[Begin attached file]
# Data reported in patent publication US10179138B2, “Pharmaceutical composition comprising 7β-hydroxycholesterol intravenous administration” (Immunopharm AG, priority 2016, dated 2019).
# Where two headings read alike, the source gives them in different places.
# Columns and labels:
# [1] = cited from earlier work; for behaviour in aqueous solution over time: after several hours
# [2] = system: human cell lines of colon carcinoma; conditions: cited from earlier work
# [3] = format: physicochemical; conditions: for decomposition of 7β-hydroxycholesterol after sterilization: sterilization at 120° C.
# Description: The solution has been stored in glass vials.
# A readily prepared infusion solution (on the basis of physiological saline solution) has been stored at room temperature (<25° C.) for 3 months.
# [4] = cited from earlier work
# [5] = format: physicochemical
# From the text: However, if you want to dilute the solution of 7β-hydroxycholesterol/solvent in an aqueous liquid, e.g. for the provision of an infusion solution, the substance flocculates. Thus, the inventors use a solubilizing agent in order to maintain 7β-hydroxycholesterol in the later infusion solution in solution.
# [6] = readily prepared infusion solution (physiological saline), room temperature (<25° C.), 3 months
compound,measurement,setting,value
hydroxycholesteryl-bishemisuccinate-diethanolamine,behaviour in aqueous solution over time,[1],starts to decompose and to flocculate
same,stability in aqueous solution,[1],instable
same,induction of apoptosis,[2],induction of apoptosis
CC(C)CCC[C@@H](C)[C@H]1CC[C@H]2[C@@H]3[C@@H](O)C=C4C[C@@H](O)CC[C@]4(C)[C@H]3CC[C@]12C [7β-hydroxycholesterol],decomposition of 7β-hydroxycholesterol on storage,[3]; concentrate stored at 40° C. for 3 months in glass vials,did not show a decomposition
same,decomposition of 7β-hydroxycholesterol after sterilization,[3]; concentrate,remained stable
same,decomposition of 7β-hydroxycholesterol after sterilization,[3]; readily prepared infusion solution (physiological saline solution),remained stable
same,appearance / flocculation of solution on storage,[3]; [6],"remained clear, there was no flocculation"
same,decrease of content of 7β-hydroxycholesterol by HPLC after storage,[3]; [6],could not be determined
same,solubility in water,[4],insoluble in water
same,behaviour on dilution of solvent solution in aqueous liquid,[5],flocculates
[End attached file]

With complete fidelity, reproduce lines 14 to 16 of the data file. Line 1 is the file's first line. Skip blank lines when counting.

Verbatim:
hydroxycholesteryl-bishemisuccinate-diethanolamine,behaviour in aqueous solution over time,[1],starts to decompose and to flocculate
same,stability in aqueous solution,[1],instable
same,induction of apoptosis,[2],induction of apoptosis